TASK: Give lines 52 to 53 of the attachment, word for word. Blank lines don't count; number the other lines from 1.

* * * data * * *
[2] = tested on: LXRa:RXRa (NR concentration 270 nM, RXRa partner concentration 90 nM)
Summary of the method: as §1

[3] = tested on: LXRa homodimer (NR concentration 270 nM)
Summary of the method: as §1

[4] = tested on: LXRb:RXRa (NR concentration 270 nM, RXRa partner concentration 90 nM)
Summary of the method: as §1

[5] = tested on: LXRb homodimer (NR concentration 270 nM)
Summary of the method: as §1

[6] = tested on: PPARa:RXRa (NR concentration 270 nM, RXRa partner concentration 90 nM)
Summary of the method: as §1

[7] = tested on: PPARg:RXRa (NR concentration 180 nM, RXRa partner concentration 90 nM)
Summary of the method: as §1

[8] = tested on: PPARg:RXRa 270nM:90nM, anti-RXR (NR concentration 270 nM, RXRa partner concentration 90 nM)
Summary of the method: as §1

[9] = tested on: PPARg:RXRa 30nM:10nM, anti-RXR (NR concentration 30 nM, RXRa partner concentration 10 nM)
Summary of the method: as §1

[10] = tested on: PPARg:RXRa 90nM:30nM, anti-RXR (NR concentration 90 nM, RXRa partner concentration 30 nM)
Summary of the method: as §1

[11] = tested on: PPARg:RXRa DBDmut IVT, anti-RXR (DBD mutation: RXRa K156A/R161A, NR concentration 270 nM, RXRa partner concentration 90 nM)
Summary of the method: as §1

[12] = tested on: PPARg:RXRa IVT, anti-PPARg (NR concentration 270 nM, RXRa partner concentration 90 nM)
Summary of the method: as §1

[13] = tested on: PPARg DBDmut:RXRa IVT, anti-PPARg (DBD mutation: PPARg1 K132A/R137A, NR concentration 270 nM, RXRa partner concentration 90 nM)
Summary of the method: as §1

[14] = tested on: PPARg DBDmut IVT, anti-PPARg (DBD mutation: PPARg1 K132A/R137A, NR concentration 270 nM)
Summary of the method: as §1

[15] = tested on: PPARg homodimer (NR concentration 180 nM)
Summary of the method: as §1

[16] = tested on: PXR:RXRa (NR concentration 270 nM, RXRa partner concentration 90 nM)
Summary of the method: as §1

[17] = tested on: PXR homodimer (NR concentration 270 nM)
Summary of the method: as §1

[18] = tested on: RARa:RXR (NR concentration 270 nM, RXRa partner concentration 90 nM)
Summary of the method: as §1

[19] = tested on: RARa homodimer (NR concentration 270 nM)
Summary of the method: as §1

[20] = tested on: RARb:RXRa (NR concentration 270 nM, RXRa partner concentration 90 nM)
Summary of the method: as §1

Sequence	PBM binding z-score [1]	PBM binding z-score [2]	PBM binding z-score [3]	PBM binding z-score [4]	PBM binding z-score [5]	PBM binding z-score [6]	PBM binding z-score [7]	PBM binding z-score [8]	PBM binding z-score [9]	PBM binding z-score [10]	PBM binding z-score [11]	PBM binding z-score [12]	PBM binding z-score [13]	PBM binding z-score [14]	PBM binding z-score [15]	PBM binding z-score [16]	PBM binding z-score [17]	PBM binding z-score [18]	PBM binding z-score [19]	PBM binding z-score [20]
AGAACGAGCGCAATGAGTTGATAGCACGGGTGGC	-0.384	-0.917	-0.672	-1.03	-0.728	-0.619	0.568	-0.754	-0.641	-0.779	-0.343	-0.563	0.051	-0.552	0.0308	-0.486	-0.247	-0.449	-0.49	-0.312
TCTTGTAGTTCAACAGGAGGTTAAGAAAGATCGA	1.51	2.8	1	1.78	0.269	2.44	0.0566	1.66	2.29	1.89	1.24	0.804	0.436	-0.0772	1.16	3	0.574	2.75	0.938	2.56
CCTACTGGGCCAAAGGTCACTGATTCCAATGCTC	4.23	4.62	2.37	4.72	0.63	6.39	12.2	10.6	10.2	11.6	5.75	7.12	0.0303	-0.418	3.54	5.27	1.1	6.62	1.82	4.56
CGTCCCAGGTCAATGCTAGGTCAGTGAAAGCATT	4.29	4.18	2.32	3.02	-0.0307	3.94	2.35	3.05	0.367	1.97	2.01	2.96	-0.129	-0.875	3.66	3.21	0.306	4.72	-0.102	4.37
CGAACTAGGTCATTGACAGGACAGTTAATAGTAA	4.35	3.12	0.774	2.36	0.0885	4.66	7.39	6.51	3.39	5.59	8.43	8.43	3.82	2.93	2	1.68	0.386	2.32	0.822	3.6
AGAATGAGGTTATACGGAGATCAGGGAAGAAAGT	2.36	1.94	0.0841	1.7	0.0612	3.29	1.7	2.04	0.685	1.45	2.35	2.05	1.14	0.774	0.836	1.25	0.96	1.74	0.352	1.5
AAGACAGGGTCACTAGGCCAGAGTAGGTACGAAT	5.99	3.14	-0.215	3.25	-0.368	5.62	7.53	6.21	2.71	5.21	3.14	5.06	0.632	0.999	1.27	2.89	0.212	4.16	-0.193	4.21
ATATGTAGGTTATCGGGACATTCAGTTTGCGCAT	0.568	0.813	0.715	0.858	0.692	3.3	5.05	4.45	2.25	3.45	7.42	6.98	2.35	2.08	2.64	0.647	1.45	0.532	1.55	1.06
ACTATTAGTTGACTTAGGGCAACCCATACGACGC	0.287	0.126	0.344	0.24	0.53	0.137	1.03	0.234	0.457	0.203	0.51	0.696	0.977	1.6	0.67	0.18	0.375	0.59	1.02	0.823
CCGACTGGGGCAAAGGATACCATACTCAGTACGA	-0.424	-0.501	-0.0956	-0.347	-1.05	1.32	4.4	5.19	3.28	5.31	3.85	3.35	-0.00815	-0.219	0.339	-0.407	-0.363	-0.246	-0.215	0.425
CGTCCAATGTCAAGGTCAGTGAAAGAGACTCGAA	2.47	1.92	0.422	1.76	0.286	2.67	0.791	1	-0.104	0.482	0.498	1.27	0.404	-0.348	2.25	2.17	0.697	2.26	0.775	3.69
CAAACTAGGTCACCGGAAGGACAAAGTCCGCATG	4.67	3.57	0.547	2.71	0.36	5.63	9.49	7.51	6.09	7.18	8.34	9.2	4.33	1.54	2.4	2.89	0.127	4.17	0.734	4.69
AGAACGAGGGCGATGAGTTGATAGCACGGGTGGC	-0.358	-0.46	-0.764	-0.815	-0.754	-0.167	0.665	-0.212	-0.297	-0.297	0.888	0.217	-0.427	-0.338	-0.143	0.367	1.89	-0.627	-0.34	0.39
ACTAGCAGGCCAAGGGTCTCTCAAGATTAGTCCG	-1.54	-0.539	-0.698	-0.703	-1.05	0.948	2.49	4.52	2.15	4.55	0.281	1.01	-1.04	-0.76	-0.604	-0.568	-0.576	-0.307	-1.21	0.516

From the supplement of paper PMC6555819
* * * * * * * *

AGAACGAGGGCGATGAGTTGATAGCACGGGTGGC	-0.358	-0.46	-0.764	-0.815	-0.754	-0.167	0.665	-0.212	-0.297	-0.297	0.888	0.217	-0.427	-0.338	-0.143	0.367	1.89	-0.627	-0.34	0.39
ACTAGCAGGCCAAGGGTCTCTCAAGATTAGTCCG	-1.54	-0.539	-0.698	-0.703	-1.05	0.948	2.49	4.52	2.15	4.55	0.281	1.01	-1.04	-0.76	-0.604	-0.568	-0.576	-0.307	-1.21	0.516